We did our best to cover as much of these shows as possible. But when we looked at the traffic on the site, WWE was always the main driver. People overwhelmingly cared more about WWE products than any other show. Coverage for the other brands started to fade out. Why bother covering these shows if noone is reading it?
And then came the editorials. We would pour our heart and soul into writing a long article, and it would receive only a handful of views. But covering a 3-hour Raw and mindlessly typing in everything we saw would get stellar numbers.
This is when it stopped becoming fun.
I cannot remember the last time I watched pro-wrestling without a keyboard on my lap. I cannot remember the last time I enjoyed a match without analyzing it. I cannot remember the last time I was a fan and not a journalist. I have become bitter to pro wrestling. I lost my smile.
As friend of the site @willmarelle pointed out, this is not a new development. If you’ve been listening to our podcasts or reading our coverage over the past year, you’ll have seen that, little by little, we were getting burned out. Initially I hoped it was just a matter of cutting back on our responsibilities, but that didn’t change anything. It was simply time – time to walk away.
So last week, Bill and I pressed record for the last time. We thought about wrapping it up sooner, but we were excited about SummerSlam weekend and wanted to make it through, and felt it would be a great way to end things. And in hindsight, I couldn’t agree more.
Now I suddenly find myself with more time – time to spend with family, time to focus on hobbies, time to be with friends. I know my girlfriend, Nikki, is happy this is over, and I know some of my friends are too. They have been incredibly patient over the years and I could never have done any of this without their support.
As I spoke about in the show, I plan on turning some of my creative energy into video production for YouTube. Specifically, focusing on retro gaming. As a collector, I have a pile of games – good and bad – that I’m looking forward to finally playing, and I can’t wait to share the experience with the world. If you’d like to, please take a moment to follow this project on Facebook, Twitter, Instagram, YouTube, and WordPress. All of these links have been poorly maintained over the past year, but I intend on giving them more focus now.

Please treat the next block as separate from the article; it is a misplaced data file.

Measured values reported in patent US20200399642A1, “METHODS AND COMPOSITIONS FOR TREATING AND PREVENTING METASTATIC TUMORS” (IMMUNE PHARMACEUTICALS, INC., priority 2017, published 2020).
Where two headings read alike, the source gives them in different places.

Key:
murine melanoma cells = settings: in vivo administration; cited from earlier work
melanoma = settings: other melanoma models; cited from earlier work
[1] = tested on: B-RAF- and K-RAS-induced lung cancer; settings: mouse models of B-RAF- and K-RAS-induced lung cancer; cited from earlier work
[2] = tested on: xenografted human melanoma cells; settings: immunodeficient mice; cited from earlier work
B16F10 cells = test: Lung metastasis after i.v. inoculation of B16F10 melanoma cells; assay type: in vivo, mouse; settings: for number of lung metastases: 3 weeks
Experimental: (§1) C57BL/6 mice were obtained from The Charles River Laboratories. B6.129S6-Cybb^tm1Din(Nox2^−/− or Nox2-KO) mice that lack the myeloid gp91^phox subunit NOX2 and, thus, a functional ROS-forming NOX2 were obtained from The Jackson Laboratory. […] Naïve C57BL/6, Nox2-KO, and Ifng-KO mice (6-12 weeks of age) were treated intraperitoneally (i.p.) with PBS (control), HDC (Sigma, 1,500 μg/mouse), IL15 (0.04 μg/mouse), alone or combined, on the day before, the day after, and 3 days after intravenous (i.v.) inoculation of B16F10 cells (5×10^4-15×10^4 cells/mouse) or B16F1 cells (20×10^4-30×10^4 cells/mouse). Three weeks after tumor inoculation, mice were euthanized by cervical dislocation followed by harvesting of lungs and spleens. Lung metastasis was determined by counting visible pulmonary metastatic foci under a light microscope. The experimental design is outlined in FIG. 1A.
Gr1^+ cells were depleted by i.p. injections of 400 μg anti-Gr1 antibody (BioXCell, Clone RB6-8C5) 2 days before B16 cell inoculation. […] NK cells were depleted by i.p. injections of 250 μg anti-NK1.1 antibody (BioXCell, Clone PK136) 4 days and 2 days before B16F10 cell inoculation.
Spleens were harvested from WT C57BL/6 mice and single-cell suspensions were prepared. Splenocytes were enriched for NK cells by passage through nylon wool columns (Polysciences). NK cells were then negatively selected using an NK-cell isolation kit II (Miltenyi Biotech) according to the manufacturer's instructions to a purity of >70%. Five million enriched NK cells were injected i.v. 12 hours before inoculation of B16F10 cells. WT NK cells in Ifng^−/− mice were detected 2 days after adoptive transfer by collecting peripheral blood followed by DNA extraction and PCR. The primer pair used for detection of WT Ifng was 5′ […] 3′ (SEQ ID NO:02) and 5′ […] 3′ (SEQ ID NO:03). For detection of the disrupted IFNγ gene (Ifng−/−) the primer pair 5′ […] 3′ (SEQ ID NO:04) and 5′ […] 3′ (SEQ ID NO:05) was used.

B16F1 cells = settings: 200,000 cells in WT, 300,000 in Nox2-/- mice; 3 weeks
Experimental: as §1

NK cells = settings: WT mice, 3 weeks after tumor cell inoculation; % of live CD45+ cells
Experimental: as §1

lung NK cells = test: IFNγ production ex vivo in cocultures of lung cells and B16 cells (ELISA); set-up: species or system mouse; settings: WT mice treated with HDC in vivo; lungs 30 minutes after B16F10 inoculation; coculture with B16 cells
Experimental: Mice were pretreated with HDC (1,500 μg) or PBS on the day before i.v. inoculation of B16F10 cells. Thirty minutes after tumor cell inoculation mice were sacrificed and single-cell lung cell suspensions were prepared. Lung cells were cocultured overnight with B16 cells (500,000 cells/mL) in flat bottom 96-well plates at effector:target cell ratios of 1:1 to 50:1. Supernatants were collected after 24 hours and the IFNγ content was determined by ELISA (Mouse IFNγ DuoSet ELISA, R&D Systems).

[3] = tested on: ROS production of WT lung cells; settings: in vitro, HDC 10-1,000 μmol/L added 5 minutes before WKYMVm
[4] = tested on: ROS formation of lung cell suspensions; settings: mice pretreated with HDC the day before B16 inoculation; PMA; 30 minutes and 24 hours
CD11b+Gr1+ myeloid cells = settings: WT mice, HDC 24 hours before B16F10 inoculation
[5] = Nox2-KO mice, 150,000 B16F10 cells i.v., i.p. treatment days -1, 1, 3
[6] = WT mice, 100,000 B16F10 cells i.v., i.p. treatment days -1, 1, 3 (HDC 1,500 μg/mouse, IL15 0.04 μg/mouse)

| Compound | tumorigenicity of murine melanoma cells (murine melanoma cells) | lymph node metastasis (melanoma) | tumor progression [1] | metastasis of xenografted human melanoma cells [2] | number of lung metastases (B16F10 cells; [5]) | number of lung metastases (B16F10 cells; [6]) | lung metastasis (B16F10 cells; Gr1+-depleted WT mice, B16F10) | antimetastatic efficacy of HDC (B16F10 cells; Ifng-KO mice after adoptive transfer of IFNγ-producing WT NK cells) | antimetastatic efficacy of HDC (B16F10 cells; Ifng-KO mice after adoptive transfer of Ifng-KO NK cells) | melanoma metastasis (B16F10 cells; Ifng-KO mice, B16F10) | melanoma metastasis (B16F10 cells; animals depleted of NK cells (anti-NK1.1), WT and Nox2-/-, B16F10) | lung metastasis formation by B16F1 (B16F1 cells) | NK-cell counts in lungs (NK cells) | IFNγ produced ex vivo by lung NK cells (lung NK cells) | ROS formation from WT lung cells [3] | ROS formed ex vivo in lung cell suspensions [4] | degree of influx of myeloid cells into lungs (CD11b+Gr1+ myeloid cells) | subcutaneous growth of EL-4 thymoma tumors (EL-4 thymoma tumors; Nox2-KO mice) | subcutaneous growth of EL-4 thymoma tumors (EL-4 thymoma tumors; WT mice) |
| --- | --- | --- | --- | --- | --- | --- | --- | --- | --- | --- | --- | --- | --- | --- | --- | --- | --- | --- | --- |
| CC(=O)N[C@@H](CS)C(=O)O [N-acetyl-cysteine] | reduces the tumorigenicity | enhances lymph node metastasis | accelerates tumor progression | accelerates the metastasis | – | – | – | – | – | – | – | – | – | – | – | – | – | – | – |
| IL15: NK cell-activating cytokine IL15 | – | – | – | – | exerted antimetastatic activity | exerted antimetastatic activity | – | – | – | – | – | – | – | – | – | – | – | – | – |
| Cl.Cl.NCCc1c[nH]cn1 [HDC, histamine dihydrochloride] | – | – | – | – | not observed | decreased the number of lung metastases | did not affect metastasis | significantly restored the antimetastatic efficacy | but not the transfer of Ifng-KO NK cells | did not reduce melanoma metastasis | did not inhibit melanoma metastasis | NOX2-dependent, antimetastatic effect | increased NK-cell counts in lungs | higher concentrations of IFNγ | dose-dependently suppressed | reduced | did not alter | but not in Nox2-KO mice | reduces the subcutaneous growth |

I also hope to pick up my guitar again – something I haven’t done with any consistency since I started working on this website. I miss playing, I miss that creativity, and I hope to tap into it again.
But for now, I’d like to thank everyone that has been a part of the site over the years, whether as a writer, or behind the scenes. I am certain I’m forgetting names and I apologize, but thank you to Colin Linneweber, Jeff Gorman, Michael Herschbein, Joe Burgett, Dru Atanacio, Michael Tubiak, Syvato, Graham, and countless others. You all were an important part of the site over the years, and I cannot thank you enough.
I also want to thank Matt Hester. Although we have not been in touch as much as I would like, this was his vision, his baby. Matt was instrumental in the site in the first few years and critical in securing our early interviews with Chris Jericho, Mick Foley, Val Venis, Jim Duggan, Hannibal, and others. When he stepped away from the site, we lost a visionary.
I want to thank Bill Wentz for being the last one standing. I literally could not have done any of this without him. Bill started out as just another writer, but over the years he became my partner. We discussed everything, and every major decision that went on here, we decided on together. Most importantly, Bill became my friend. I still hope I get to buy him that steak and beer I promised years ago.
Finally, I want to thank you. It’s cliche, but true – without you, the fans, none of this would have happened. You guys made the podcast. Your interactions with us made those terrible pay-per-views more fun. We tried our best to be the voice of the fans, and I hope that we did not let you down.
But now, it’s time for me to walk away. Maybe I’ll write and record again, but right now I hope to avoid wrestling shows for a little while. I desperately need a break. When it’s time, I’ll come back and start watching again. I still want to be a fan. I still want to enjoy pro wrestling. In time, I will.
Thank you. I love you.
Editor in Chief